November 29, 1996
Web posted at: 5:30 a.m. EST
From Correspondent Jeff Flock
Immigrants helping to fill gap in Catholic Church
Tradition changing as number [priest & students] of priests dwindles
CHICAGO (CNN) -- The [Roman] Catholic Church in the United States is facing a dilemma like none other in its history -- swelling ranks of parishioners, yet dwindling numbers of priests to lead them.
Though they can barely speak English, for the eight Vietnamese students at St. Joseph Seminary in Chicago, the priesthood needs them almost as much as they dream of becoming priests.
"I think I will help the homeless, the poor the most," said Hien Nguyen. "(I would) just like to bring the sheep back to the faith and help the faithful grow stronger in the future."
The priesthood has always been popular among immigrants in the United States. But in the past, if they didn't speak English well enough, they were politely turned away. That's no longer the case.
That's because that while the number of American Catholics continues to grow, the number of priests is shrinking. Nearly 1,000 priests were ordained in 1965. Thirty years later, only half as many are taking the priestly rites each year.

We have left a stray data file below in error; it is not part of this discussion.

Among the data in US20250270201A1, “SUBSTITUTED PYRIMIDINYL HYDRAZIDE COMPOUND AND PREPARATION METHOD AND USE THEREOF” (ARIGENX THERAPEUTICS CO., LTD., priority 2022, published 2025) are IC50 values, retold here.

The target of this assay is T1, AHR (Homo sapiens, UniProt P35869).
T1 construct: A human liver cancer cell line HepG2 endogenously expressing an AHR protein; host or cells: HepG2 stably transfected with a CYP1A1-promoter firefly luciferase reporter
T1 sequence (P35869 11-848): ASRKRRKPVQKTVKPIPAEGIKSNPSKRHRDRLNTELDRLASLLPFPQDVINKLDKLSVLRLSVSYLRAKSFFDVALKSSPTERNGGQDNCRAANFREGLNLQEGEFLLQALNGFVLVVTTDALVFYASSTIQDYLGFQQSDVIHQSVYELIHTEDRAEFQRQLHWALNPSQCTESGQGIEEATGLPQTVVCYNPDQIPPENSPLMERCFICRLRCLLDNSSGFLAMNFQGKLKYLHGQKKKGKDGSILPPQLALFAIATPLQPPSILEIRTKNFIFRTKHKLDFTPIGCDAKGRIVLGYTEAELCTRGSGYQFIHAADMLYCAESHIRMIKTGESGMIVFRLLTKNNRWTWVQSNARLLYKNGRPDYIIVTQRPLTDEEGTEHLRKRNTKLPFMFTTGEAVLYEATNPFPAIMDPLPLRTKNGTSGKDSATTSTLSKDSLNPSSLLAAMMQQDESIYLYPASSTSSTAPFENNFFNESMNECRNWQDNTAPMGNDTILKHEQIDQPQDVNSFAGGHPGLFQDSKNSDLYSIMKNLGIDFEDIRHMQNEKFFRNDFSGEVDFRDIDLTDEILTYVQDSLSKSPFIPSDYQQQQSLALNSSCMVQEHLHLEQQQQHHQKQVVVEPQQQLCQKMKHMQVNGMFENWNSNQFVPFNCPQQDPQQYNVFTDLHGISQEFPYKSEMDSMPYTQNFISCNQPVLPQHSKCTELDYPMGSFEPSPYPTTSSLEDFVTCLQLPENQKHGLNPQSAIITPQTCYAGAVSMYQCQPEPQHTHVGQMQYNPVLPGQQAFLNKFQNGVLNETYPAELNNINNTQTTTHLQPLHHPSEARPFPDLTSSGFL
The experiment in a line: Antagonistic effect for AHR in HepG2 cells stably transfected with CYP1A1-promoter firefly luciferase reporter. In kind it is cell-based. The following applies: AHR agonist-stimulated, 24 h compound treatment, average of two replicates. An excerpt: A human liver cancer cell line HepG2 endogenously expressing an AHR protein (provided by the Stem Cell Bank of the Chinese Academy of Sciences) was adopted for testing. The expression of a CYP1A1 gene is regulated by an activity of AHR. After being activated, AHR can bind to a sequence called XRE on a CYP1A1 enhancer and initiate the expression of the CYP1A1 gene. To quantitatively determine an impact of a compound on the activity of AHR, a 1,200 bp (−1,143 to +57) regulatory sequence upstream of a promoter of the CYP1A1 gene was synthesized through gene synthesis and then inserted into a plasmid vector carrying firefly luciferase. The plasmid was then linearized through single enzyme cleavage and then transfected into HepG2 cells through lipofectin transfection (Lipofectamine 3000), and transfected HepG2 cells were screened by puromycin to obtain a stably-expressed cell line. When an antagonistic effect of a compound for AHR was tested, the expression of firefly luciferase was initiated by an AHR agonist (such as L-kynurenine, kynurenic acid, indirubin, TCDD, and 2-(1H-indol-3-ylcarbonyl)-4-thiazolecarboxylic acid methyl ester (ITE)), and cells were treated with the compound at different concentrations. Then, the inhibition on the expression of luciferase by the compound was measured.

Filling the void
To help shrink the gap between parishioner and priest, Father Jack Clair is helping put together a program in Chicago to encourage immigrant men to the fold.
He's found especially eager candidates among Vietnamese, who faced oppression for their [Roman] Catholic faith in their homeland.
[after defeat of USA that was propping up the oppressive and corrupt Roman Catholic ruling class of South Vietnam ..... JP ]
"To not be able to really celebrate their faith in the way they would like to in their own country, I think pushes them further," Clair said.
[Tran] Khuong Tran and his father finally made it to the United States after eight failed attempts at escaping their homeland.
"He said to do whatever it is that makes you happy in life, and this makes me happy," said Tran of making the priesthood his goal.
Only now the barriers aren't government, but language.
They struggle with the words that will enable them to relate to their new congregations. It is a daunting task. But the new-found freedom to try makes their faith strong.
"I believe in life there are two things," Tran said. "It's either pursue your success or pursue your dream. I will pursue my dream."
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